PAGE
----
Thursday, 30 March 2017

"There'll be Bluebirds over the White Cliffs of Dover"

On Tuesday with the promise of fine weather and our eldest Granddaughter staying over a couple  of days we thought a day out was in order. We decided to take her to Dover Castle (Nanny's idea) followed by a stop on the way home at the Hop Fuzz Brewery (Grandads idea) for a refreshing pint. Dover Castle has been a favourite place to visit over the years, great historical interest and plenty of walking along with some wonderful views down over the port. We set off with our picnic and arrived only to find the castle closed Mondays and Tuesdays!

 As it was a fine day we decided to take our picnic down to Samphire Hoe, which sits at the bottom of the Dover cliffs and is accessed via a one way tunnel off the M20  motorway. It's not widely known among tourists and is a quiet spot even in the Summer.  It's a unique spot in that it was created from the spoil dug out during the construction of the Channel Tunnel and is now a Nature Reserve. There are some great walks along the bottom of the chalk cliffs and good fishing off the wall that now protects the cliffs from erosion, it's also the perfect spot for a picnic on a nice day with lots of wooden benches dotted about. Standing at the bottom of the famous White Cliffs is quite stirring for anyone who understands the historical significance and symbol of  Freedom that they became during WW2, and you can still see the lookout posts along the top. For hundreds of years rock Samphire has grown in the chalky soil and used to be picked and shipped to London by  the barrel load. Today it remains an expensive delicacy on the menus of fancy London restaurants. I took a few (poor) phone pics as I had left my camera indoors, but it really is a lovely spot to visit.








On the way home, turning off the M20 and dropping down to the Romney Marsh we drove over the Napoleonic Royal Military Canal and pulled into the Hop Fuzz Brewery, only a couple of  miles from home at West Hythe to find it ......you guessed it ...... Closed (open 5pm to 9pm currently) .... Blast!

On a fine day it's a lovely spot right beside the Royal Military Canal!
Nothing fancy here, just great beer.

There was nothing else for it but to go home and pop over to The Ocean Inn in Dymchurch where a pint of Courage Directors went down a treat, a long standing favourite of mine since the 1970's and was in perfect condition ( I have been poured a few sour pints of this over the years, I was once told it's difficult to keep).
The Ocean Inn, Dymchurch, a stones throw from home!

Not the day we planned, but a lovely day anyway, I spent the day walking around in a t shirt, not bad for end of  March. We will be revisiting Hopp Fuzz this evening (Thursday).

8 comments:

  1. Sounds great Lee - can you get Directors in Spain?

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    1. Was a very pleasant day. Re Directors, no, but then I'm also a big Rioja fan!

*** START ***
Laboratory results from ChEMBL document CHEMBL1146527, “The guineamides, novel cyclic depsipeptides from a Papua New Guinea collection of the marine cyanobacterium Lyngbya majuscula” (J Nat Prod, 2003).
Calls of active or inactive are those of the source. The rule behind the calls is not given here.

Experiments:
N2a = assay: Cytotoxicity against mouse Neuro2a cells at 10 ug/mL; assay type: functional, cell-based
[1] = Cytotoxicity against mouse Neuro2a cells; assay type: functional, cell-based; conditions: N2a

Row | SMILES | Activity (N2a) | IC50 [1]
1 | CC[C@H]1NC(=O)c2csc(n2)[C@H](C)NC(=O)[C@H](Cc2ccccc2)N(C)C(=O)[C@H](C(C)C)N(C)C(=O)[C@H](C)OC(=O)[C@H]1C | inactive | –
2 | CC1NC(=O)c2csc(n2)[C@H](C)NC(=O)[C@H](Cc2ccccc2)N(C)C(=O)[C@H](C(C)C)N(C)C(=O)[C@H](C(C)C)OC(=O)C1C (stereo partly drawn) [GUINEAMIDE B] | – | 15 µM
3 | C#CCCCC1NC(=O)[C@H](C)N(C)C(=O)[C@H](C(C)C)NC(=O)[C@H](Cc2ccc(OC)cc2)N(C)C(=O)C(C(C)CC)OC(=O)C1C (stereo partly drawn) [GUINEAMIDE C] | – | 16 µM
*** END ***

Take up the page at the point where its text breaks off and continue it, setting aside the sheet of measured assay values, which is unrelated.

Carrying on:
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  2. Excellent post - sorry about the brewery! Vera Lynn, eh? - 100 just the other day - marvellous. I always liked that Eskimo song she did, "Whale Meat Again".

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    1. Like what you did there Tony :)

      My pictures were poor, but the Samphire Hoe link has some great shots including construction shots. It's still owned by Eurotunnel and there is a memorial to the 12 British construction workers who died during the project, there were also many more serious injuries including a friend of ours who broke his back.

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    2. I hadn't realised there was so much physical hardship involved in the Chunnel - I suppose it's a hazardous environment - shame about your friend. Presumably it will be bricked up now to keep the foreigners out.

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    3. The very high salaries drew construction workers from from right across the UK, an entire village was created to accommodate them during shifts. Death and injury compensation payments ran into millions, certainly our friend bought and adapted a new house from his payout and never had to worry about future finances.

      I recall an attempt to build a tunnel in the 1880's was abandoned due to fear of French invasion!

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  3. Sounds like a smashing day, regardless of some of the places being shut.

    My Dad liked drinking and carrying Courage Directors when my parents owned a pub outside of Camarthen in Wales 30-odd years ago. Pubs I worked at there after never carried it though, perhaps because it was indeed a tricky one to keep servable?

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    1. Interesting Dai, Directors was probably at its peak of popularity back then, it's harder to find now days. I was introduced to it when I was a young printing apprentice in the late Seventies, I worked in Westminster and every Friday was paper delivery day which ended in a long lunchtime pub session, my manager raved about Directors and encouraged me to try it instead of drinking lager. He was a true mentor!

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